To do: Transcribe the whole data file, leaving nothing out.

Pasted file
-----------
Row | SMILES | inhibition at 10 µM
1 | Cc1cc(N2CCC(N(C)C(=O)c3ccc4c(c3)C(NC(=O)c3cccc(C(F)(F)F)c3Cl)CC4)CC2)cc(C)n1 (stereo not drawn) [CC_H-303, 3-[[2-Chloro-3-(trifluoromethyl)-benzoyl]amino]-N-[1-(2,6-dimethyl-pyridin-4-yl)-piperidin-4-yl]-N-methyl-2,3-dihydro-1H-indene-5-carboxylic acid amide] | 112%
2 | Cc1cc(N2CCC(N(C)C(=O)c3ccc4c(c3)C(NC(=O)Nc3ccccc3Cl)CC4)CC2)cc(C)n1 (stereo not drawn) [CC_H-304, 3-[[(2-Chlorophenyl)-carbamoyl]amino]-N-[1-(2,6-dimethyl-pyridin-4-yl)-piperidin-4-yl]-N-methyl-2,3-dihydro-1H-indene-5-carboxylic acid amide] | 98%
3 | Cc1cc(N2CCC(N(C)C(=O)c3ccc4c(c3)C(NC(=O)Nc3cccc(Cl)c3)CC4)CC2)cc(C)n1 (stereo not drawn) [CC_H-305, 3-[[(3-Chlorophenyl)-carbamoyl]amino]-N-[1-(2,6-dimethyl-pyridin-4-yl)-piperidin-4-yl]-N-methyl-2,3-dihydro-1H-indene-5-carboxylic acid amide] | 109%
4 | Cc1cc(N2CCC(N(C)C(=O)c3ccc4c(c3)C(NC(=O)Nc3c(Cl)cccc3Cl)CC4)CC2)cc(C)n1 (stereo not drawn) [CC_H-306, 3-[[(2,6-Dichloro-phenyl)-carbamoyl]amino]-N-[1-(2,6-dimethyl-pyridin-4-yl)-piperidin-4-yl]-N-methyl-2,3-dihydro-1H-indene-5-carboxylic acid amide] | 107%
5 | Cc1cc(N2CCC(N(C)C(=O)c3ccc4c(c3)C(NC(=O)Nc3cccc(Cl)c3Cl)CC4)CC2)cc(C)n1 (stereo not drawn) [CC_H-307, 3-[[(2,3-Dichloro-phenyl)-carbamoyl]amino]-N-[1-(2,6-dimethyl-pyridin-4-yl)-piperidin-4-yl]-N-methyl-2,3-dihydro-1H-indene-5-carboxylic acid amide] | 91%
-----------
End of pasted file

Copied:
Row | SMILES | inhibition at 10 µM
1 | Cc1cc(N2CCC(N(C)C(=O)c3ccc4c(c3)C(NC(=O)c3cccc(C(F)(F)F)c3Cl)CC4)CC2)cc(C)n1 (stereo not drawn) [CC_H-303, 3-[[2-Chloro-3-(trifluoromethyl)-benzoyl]amino]-N-[1-(2,6-dimethyl-pyridin-4-yl)-piperidin-4-yl]-N-methyl-2,3-dihydro-1H-indene-5-carboxylic acid amide] | 112%
2 | Cc1cc(N2CCC(N(C)C(=O)c3ccc4c(c3)C(NC(=O)Nc3ccccc3Cl)CC4)CC2)cc(C)n1 (stereo not drawn) [CC_H-304, 3-[[(2-Chlorophenyl)-carbamoyl]amino]-N-[1-(2,6-dimethyl-pyridin-4-yl)-piperidin-4-yl]-N-methyl-2,3-dihydro-1H-indene-5-carboxylic acid amide] | 98%
3 | Cc1cc(N2CCC(N(C)C(=O)c3ccc4c(c3)C(NC(=O)Nc3cccc(Cl)c3)CC4)CC2)cc(C)n1 (stereo not drawn) [CC_H-305, 3-[[(3-Chlorophenyl)-carbamoyl]amino]-N-[1-(2,6-dimethyl-pyridin-4-yl)-piperidin-4-yl]-N-methyl-2,3-dihydro-1H-indene-5-carboxylic acid amide] | 109%
4 | Cc1cc(N2CCC(N(C)C(=O)c3ccc4c(c3)C(NC(=O)Nc3c(Cl)cccc3Cl)CC4)CC2)cc(C)n1 (stereo not drawn) [CC_H-306, 3-[[(2,6-Dichloro-phenyl)-carbamoyl]amino]-N-[1-(2,6-dimethyl-pyridin-4-yl)-piperidin-4-yl]-N-methyl-2,3-dihydro-1H-indene-5-carboxylic acid amide] | 107%
5 | Cc1cc(N2CCC(N(C)C(=O)c3ccc4c(c3)C(NC(=O)Nc3cccc(Cl)c3Cl)CC4)CC2)cc(C)n1 (stereo not drawn) [CC_H-307, 3-[[(2,3-Dichloro-phenyl)-carbamoyl]amino]-N-[1-(2,6-dimethyl-pyridin-4-yl)-piperidin-4-yl]-N-methyl-2,3-dihydro-1H-indene-5-carboxylic acid amide] | 91%